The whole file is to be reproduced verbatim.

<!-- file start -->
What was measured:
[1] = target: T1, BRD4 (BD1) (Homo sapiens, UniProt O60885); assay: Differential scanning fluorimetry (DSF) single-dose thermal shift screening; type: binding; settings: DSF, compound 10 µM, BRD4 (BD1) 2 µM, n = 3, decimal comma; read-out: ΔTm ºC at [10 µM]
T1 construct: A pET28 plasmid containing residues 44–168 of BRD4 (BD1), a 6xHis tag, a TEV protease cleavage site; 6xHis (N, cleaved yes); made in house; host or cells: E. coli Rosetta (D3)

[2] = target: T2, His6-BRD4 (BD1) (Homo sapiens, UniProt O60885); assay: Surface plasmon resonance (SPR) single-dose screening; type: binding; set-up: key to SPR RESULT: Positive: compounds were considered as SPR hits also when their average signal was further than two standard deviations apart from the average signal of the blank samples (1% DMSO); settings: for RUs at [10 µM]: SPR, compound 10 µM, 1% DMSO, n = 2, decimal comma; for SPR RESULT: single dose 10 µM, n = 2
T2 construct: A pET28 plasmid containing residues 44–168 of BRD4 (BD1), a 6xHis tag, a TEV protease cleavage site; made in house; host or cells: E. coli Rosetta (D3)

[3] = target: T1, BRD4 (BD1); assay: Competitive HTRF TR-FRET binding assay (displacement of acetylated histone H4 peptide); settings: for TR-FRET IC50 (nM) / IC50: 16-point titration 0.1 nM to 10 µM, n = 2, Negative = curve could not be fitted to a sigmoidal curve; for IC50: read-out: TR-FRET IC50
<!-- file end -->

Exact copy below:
What was measured:
[1] = target: T1, BRD4 (BD1) (Homo sapiens, UniProt O60885); assay: Differential scanning fluorimetry (DSF) single-dose thermal shift screening; type: binding; settings: DSF, compound 10 µM, BRD4 (BD1) 2 µM, n = 3, decimal comma; read-out: ΔTm ºC at [10 µM]
T1 construct: A pET28 plasmid containing residues 44–168 of BRD4 (BD1), a 6xHis tag, a TEV protease cleavage site; 6xHis (N, cleaved yes); made in house; host or cells: E. coli Rosetta (D3)

[2] = target: T2, His6-BRD4 (BD1) (Homo sapiens, UniProt O60885); assay: Surface plasmon resonance (SPR) single-dose screening; type: binding; set-up: key to SPR RESULT: Positive: compounds were considered as SPR hits also when their average signal was further than two standard deviations apart from the average signal of the blank samples (1% DMSO); settings: for RUs at [10 µM]: SPR, compound 10 µM, 1% DMSO, n = 2, decimal comma; for SPR RESULT: single dose 10 µM, n = 2
T2 construct: A pET28 plasmid containing residues 44–168 of BRD4 (BD1), a 6xHis tag, a TEV protease cleavage site; made in house; host or cells: E. coli Rosetta (D3)

[3] = target: T1, BRD4 (BD1); assay: Competitive HTRF TR-FRET binding assay (displacement of acetylated histone H4 peptide); settings: for TR-FRET IC50 (nM) / IC50: 16-point titration 0.1 nM to 10 µM, n = 2, Negative = curve could not be fitted to a sigmoidal curve; for IC50: read-out: TR-FRET IC50